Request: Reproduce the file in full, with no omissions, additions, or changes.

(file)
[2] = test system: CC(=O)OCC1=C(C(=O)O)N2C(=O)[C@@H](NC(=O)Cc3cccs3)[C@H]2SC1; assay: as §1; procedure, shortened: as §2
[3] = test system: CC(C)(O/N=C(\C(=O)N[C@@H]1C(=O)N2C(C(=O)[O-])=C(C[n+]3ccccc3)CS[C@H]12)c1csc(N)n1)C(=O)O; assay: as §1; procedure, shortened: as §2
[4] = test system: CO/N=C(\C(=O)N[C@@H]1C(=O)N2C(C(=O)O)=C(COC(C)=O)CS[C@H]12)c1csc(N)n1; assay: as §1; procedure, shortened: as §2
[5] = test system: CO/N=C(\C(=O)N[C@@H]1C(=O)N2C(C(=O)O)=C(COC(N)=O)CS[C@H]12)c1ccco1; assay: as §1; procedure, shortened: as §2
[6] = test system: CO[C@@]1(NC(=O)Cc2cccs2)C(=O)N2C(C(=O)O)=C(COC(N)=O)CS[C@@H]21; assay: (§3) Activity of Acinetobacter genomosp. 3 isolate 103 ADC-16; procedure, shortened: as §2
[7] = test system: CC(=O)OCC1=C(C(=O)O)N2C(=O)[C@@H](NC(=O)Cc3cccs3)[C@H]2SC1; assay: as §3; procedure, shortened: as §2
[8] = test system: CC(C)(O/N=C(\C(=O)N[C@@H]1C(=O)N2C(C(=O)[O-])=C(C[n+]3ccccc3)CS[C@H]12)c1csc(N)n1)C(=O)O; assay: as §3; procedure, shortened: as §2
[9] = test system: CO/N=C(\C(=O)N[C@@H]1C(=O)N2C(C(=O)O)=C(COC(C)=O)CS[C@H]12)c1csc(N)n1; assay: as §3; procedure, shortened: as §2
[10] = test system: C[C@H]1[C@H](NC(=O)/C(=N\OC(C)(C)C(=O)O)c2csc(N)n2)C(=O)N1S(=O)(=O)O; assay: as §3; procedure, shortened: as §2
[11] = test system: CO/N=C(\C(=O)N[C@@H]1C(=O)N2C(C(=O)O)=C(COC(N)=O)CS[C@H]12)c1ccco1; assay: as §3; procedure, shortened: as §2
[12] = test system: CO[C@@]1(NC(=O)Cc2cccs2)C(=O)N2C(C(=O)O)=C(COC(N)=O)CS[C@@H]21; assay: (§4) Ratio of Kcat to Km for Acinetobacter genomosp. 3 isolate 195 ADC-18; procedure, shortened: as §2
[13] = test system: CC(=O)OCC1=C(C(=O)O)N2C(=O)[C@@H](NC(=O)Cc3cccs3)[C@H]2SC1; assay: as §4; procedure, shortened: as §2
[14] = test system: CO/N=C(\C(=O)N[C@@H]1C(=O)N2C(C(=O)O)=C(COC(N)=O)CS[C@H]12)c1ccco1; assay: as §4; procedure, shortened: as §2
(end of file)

[2] = test system: CC(=O)OCC1=C(C(=O)O)N2C(=O)[C@@H](NC(=O)Cc3cccs3)[C@H]2SC1; assay: as §1; procedure, shortened: as §2
[3] = test system: CC(C)(O/N=C(\C(=O)N[C@@H]1C(=O)N2C(C(=O)[O-])=C(C[n+]3ccccc3)CS[C@H]12)c1csc(N)n1)C(=O)O; assay: as §1; procedure, shortened: as §2
[4] = test system: CO/N=C(\C(=O)N[C@@H]1C(=O)N2C(C(=O)O)=C(COC(C)=O)CS[C@H]12)c1csc(N)n1; assay: as §1; procedure, shortened: as §2
[5] = test system: CO/N=C(\C(=O)N[C@@H]1C(=O)N2C(C(=O)O)=C(COC(N)=O)CS[C@H]12)c1ccco1; assay: as §1; procedure, shortened: as §2
[6] = test system: CO[C@@]1(NC(=O)Cc2cccs2)C(=O)N2C(C(=O)O)=C(COC(N)=O)CS[C@@H]21; assay: (§3) Activity of Acinetobacter genomosp. 3 isolate 103 ADC-16; procedure, shortened: as §2
[7] = test system: CC(=O)OCC1=C(C(=O)O)N2C(=O)[C@@H](NC(=O)Cc3cccs3)[C@H]2SC1; assay: as §3; procedure, shortened: as §2
[8] = test system: CC(C)(O/N=C(\C(=O)N[C@@H]1C(=O)N2C(C(=O)[O-])=C(C[n+]3ccccc3)CS[C@H]12)c1csc(N)n1)C(=O)O; assay: as §3; procedure, shortened: as §2
[9] = test system: CO/N=C(\C(=O)N[C@@H]1C(=O)N2C(C(=O)O)=C(COC(C)=O)CS[C@H]12)c1csc(N)n1; assay: as §3; procedure, shortened: as §2
[10] = test system: C[C@H]1[C@H](NC(=O)/C(=N\OC(C)(C)C(=O)O)c2csc(N)n2)C(=O)N1S(=O)(=O)O; assay: as §3; procedure, shortened: as §2
[11] = test system: CO/N=C(\C(=O)N[C@@H]1C(=O)N2C(C(=O)O)=C(COC(N)=O)CS[C@H]12)c1ccco1; assay: as §3; procedure, shortened: as §2
[12] = test system: CO[C@@]1(NC(=O)Cc2cccs2)C(=O)N2C(C(=O)O)=C(COC(N)=O)CS[C@@H]21; assay: (§4) Ratio of Kcat to Km for Acinetobacter genomosp. 3 isolate 195 ADC-18; procedure, shortened: as §2
[13] = test system: CC(=O)OCC1=C(C(=O)O)N2C(=O)[C@@H](NC(=O)Cc3cccs3)[C@H]2SC1; assay: as §4; procedure, shortened: as §2
[14] = test system: CO/N=C(\C(=O)N[C@@H]1C(=O)N2C(C(=O)O)=C(COC(N)=O)CS[C@H]12)c1ccco1; assay: as §4; procedure, shortened: as §2